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Wednesday, May 16, 2007

Catching Up Day!

Vietnam_memorial The rain is perfect for it.

Bills to pay. Grocery shopping. You know the drill.

But I did want to share with you my little visit Saturday to the Vermont Vietnam Veterans Memorial along the interstate in Sharon. I was coming back from the Impeachment Town Meeting Congressman Peter Welch held in the Hartland High School Gym. Driving northbound along Interstate 89, the Vietnam Veterans Memorial Highway.

The Sharon Interstate Memorial has been ugraded considerably over the years and if you haven't stopped by you've been missing something.

That's Arthur M. Hammond Jr. of Bethel, a transportation worker, sweeping up on the right, and some local college students who stopped off on the left. Arthur also served in Vietnam with the Air Force, doing oxygen work on the big jets (1968-72).

I confess. I haven't stopped there in almost 25 years. That's when I covered the memorial's official opening for the late, great Vanguard Press. The Vietnam War is a tender subject. A friend lost, several wounded and a government that lied. Ours.

My last stop was October 30, 1982. No cell phones. No email. No laptops. The White House of that day, having learned nothing from Vietnam, was backing right-wing guerrillas and military juntas in Latin America. And Bernie Sanders was in his first term as mayor of Burlington.

The Vietnam War was my generation's war. I did not fight in it. I fought against it, as did many veterans, too, just like we're seeing today.

On the personal level, there was a draft. I went through the Selective Service System hearing process - summer of '69 - to obtain a "1-0," i.e. conscientious objector status (CO). Got it on a 3-1 vote of my distinguished local draft board. Still see the long Salem filter cigarette dangling out of the red lips of the smirking platinum blond who was the clerk of the board. She looked at me like I was a piece of total ____ and should be taken outside and executed!

A few days later, I was a little surprised to open the mail and see I had been given conscientious objector classification (no Roman Catholic had ever been granted one by my draft board before me). And I was a little disappointed, too, since it 'ended the battle,' so to speak, but my mother was tremendously relieved.

Moms, eh?

Sharon_info_centerAlso, there are several really cool buildings at the northbound Sharon Rest Area, an info center and a geothermal planetarium that will fascinate children of all ages. Great bathrooms, too.

According to Roy Black, the friendly "transportation ambassador" inside (pictured at right), the names of 128 Vermonters who were killed in Vietnam are on the granite marker outside.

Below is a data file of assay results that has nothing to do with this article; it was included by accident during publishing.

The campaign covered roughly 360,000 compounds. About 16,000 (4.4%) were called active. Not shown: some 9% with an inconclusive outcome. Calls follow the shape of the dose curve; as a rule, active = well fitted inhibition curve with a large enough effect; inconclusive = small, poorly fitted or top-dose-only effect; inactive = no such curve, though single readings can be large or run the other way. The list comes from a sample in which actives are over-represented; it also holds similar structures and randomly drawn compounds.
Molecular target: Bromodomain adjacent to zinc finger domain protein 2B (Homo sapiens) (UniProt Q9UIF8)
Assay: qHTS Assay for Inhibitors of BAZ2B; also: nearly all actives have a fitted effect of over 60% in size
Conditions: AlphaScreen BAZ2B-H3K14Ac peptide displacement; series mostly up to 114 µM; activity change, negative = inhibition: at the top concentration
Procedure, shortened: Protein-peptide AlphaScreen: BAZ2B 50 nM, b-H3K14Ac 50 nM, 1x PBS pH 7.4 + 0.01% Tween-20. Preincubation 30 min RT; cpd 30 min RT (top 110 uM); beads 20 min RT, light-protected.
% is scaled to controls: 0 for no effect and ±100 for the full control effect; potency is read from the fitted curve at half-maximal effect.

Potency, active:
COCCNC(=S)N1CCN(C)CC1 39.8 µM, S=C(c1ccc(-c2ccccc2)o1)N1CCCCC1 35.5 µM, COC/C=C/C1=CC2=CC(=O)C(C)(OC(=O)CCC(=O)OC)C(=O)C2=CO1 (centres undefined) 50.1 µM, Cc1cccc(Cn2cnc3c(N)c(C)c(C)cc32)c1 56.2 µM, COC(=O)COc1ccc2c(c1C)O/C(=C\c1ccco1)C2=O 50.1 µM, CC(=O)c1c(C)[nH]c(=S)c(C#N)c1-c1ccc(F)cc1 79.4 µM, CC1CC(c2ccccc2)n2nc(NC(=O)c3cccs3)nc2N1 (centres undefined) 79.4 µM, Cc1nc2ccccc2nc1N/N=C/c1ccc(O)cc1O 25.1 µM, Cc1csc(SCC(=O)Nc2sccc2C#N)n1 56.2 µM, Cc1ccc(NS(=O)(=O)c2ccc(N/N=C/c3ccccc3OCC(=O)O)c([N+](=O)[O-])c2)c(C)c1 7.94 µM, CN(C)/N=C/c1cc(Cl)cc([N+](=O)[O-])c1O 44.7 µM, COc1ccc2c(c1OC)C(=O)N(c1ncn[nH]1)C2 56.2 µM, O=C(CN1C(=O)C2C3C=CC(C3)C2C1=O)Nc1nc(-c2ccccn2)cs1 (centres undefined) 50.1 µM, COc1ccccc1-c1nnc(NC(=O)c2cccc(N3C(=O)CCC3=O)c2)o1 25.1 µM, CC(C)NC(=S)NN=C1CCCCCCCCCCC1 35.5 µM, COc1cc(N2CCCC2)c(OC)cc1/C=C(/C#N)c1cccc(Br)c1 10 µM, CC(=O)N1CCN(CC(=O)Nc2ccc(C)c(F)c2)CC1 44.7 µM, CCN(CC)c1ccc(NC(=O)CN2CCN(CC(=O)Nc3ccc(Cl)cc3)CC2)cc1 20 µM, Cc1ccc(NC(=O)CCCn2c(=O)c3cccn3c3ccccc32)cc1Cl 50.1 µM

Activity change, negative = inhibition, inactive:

Also on hand are big journals with the names of the 7230 Vermonters who served in the Vietnam War.

Look, nobody's saying we have to out-do Vietnam in Iraq and Iran, are they?


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remembering vietnam, not a fond memory!! i had a brother who fought there and has agent orange disease today-the lingering war, never went away!! Iraq is same type of war..long, no winning in sight. two big draft dodgers (cheney and bush) running the show! one wouldve thought this country wouldve learned from vietnam...the result will be the same in iraq..the people will settle it in their own way in time...without the outside interference of the big brother influence of the USA. how sad so much life lost already when will it stop?? soon i hope..vietnam lasted too long..and iraq is headed in same direction. how did we ever get into another no win war?? Bush had a personal vendetta to settle with saddam so we pay with countless young men and women lives.not right!!


I attended a meeting where the story behind the Sharon Rest Area Project was explained.

The Sharon Rest Area cost about $3 million and includes many Vermont materials, e. g., stone, wood. It has state of the art water recycling and energy systems. It uses plants to help filter the sewage water and the water is then recycled and reused in the septic system.

It was built to contrast the relatively new rest areas on I-89 in Williston, which are energy and water hogs and have absolutely no Vermont materials in them.

Sen. Illuzi, the chairman of Senate Insitutitons, was going to stop the Williston projects when he saw their final design, but made a deal with Buildings Commissioner Tom Torti to allow the Williston projects to move forward in exchange for the construction of a state of the art rest area in Sharon.

The feds paid 90% of the cost of these facilities.

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